Some Christmas Thoughts

Christmas is a low-key holiday for the DH and I, it always has been. We tend to observe both Christmas Eve & Christmas Day quietly without much fanfare.

DH is from Spain and in Spain, Christmas Eve is the time for celebrating. Christmas Eve in Spain is spent over a big dinner, usually made up of seafood riches, with all the family around. These dinners start around 10PM, the usual dinner time, and can last for hours. The kids wait eagerly for midnight, when they may get a present or two from Santa Claus. However, this is a new idea. Traditionally children in Spain receive gifts from the Three Kings on January 6th – Día de los Reyes. After dinner, many people get together with their friends in the streets & bars to have a few Christmas toasts. Nights in Spain last well into the morning, and this is no exception. Christmas Day  is a time for rest!

As an American, I’m used to celebrating on Christmas Day. My family did it the traditional way – excitement and an inability to fall asleep on Christmas Eve followed by an early morning wake-up to rip through the packages under the tree. We’d have a big lunch and then nap throughout the afternoon. Periodically my Dad or Mom would have to work, so sometimes our traditions changed. It didn’t really matter, the day always turned out great in the end.

Over the years, the DH and I have spent Christmas on a beach in Costa Rica, in Spain with family, in cold & snowy Toronto & in communist China (where there are an insane amount of decorations!)

This year we had our Christmas Eve feast in a small, humble Linyi restaurant. (It was so crowded when we arrived that we had to go shopping and come back in an hour just to get a seat.) I think we are going to start calling it the “Cauldron Place” because we ate a delicious, bubbling brew of a stew from a small, black cauldron. The stew was made up of beef and carrots and had a really intense flavor. Perfect for winter. DH ate there last week and kept going on and on about the stew, so I  made him take me there. The manager/owner, a round & bald Buddha look-a-like, remembered him and understood our ordering charades.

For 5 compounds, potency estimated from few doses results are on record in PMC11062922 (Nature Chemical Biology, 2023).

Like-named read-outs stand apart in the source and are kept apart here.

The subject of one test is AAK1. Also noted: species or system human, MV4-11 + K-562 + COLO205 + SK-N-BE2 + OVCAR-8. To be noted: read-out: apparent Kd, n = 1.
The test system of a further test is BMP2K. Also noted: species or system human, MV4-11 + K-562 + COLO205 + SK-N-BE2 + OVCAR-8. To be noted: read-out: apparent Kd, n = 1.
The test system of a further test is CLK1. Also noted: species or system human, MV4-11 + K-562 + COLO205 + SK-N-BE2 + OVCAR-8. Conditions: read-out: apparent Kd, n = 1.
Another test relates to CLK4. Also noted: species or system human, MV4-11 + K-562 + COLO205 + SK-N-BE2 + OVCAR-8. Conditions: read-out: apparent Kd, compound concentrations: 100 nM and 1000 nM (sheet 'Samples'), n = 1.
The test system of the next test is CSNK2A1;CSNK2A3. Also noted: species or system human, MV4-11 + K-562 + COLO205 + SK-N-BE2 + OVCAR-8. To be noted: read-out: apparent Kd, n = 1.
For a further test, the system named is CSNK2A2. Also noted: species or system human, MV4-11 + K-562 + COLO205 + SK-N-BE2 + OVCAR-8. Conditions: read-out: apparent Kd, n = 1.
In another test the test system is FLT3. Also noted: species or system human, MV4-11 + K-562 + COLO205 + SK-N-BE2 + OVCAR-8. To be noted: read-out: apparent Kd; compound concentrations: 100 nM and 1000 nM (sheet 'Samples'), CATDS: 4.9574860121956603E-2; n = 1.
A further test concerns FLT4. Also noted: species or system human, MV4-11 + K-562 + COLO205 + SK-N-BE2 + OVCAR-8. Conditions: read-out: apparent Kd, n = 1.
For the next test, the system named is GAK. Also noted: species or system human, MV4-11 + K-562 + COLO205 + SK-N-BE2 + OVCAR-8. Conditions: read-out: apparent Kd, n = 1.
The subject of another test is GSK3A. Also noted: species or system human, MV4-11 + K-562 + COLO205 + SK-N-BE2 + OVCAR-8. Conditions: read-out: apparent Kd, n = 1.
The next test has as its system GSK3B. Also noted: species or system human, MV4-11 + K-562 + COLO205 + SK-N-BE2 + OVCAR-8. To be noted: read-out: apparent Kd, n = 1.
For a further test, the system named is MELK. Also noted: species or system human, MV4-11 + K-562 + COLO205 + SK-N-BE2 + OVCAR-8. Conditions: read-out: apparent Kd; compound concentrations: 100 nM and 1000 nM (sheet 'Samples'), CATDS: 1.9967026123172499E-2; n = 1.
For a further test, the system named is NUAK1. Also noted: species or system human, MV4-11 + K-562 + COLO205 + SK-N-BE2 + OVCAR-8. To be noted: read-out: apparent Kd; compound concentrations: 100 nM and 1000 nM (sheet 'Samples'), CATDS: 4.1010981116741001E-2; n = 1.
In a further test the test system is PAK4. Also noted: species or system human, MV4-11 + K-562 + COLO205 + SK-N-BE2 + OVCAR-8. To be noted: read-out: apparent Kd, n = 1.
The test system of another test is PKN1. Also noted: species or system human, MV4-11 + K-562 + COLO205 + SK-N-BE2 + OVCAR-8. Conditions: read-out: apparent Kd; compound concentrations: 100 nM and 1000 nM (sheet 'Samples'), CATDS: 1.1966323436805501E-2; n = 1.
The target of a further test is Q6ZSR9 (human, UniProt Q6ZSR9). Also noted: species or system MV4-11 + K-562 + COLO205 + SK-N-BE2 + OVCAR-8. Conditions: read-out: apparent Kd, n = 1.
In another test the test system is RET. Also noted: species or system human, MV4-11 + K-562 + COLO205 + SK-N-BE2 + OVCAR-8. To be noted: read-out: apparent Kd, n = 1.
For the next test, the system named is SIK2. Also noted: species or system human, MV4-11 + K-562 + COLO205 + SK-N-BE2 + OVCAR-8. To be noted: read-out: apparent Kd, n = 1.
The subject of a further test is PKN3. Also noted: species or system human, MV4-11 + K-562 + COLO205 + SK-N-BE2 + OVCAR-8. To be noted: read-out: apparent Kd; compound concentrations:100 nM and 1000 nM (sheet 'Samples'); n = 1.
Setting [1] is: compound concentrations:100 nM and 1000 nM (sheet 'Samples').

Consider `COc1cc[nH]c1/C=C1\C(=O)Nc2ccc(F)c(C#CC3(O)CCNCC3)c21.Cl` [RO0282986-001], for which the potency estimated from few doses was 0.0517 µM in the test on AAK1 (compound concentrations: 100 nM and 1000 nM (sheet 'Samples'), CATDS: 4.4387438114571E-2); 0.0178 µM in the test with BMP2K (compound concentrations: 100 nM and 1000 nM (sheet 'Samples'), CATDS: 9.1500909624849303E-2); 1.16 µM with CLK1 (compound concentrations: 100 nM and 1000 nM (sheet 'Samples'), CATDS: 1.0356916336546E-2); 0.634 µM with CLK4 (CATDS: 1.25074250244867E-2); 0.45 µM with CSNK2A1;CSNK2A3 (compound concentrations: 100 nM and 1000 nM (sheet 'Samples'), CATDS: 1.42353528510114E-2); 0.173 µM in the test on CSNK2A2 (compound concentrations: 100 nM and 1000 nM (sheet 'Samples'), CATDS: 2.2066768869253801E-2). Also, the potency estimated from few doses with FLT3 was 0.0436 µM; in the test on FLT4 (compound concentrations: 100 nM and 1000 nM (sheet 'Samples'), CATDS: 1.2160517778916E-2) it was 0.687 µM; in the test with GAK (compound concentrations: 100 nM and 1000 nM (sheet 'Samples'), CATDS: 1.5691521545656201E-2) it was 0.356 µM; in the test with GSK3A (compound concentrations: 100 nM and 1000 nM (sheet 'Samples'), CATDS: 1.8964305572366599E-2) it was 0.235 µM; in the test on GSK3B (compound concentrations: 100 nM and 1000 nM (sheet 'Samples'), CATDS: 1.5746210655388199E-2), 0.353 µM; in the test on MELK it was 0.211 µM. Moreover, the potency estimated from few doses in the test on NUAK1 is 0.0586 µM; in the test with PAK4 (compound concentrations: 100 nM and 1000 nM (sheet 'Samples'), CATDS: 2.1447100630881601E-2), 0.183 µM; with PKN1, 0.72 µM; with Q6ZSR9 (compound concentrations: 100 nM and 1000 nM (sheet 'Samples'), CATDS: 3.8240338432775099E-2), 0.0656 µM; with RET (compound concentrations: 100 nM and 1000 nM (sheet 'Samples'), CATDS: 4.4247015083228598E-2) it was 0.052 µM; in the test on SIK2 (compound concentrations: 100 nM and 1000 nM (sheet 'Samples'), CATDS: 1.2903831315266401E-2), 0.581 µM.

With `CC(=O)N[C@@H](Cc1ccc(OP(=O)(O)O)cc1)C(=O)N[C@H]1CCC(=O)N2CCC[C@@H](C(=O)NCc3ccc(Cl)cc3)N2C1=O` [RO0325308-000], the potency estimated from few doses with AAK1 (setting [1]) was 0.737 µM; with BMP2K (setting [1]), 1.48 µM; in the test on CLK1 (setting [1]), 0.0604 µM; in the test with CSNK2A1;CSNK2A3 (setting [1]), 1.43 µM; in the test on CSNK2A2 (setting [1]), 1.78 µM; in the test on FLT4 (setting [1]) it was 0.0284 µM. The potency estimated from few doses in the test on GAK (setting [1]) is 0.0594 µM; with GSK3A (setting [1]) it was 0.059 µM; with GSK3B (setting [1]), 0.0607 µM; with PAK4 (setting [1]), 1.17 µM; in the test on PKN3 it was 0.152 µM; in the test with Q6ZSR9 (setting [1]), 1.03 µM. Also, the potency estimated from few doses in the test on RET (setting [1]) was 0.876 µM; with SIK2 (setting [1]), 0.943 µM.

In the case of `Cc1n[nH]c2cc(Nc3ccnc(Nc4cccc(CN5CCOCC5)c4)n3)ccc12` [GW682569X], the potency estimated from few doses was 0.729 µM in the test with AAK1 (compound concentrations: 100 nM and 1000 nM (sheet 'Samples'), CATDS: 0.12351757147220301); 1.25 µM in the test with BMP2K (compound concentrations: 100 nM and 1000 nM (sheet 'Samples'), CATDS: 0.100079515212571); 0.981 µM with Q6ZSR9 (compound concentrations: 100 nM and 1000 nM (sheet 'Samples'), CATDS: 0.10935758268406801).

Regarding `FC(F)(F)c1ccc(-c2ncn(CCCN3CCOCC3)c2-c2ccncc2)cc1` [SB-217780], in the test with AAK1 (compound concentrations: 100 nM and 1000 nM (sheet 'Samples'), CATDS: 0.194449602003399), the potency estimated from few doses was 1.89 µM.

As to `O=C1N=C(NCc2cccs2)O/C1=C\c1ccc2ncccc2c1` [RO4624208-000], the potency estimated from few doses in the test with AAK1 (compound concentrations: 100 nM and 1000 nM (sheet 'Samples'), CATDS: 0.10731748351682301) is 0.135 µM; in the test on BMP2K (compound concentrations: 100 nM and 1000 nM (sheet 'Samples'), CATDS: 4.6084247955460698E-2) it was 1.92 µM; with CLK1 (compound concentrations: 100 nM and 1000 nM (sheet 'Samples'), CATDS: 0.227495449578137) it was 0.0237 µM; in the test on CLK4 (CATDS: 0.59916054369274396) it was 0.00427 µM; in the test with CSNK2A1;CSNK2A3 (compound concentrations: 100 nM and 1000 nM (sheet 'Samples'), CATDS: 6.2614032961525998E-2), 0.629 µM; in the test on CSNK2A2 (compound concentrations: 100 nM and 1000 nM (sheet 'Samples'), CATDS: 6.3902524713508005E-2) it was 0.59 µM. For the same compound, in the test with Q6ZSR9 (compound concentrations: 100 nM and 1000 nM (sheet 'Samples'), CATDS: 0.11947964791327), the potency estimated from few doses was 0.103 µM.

Beef Stew in Cauldron

The cauldron. In the background, the smiling Buddha and the bread making station.

When I say humble, I mean really humble. The first view on entering is a bread making station, and six dining tables to the left. In the back there is an entrance to the kitchen and a small desk where a girl sits ready to take payments. The bread making lady was interesting to watch. She had a huge terracotta bowl that she filled with flour and water and kneaded to the right consistency. She fashioned small rounds of dough and cooked them on two hot plate presses that reminded me of waffle makers without the bumps. The bread emerges flat and round, like a pita. It reminded me of the naan of India and the Middle East.

Chinese on a Chalkboard

The corner wall behind the desk was devoted to bottles of homemade liqueurs. On his first visit, the DH tried one that reminded him of a popular Spanish liqueur made from herbs. The bottles are filled with various foods, herbs & spices, many of which I couldn’t identify. Several customers ordered shots of the liqueurs but we decided not to. At our Muslim Meat dinner with Mr. W, we tried a liqueur made to “increase male strength” made up of, ahem, animal penises. I took a sip and was not impressed. I think I’ll leave the liqueurs to those who know what they are made of!

Chinese Liqueurs

Chinese Liqueurs Close Up

The rest of our Christmas Eve was spent drinking coffee and reading magazines at Coffee Language and doing our grocery shopping.

Coffee Language Magazines

What I love best about Coffee Language – the Chinese Magazine Wall!

As for gifts, today we received presents from the company and students: boxes of Dove & Cadbury chocolates – yummy. Yesterday while walking down the street, we were stopped by a tall, skinny Chinese Santa who presented us with carefully wrapped apples, to the amusement of everyone on the surrounding sidewalks. As for the DH and I, our best gift to each other is always the ability to be together on Christmas!

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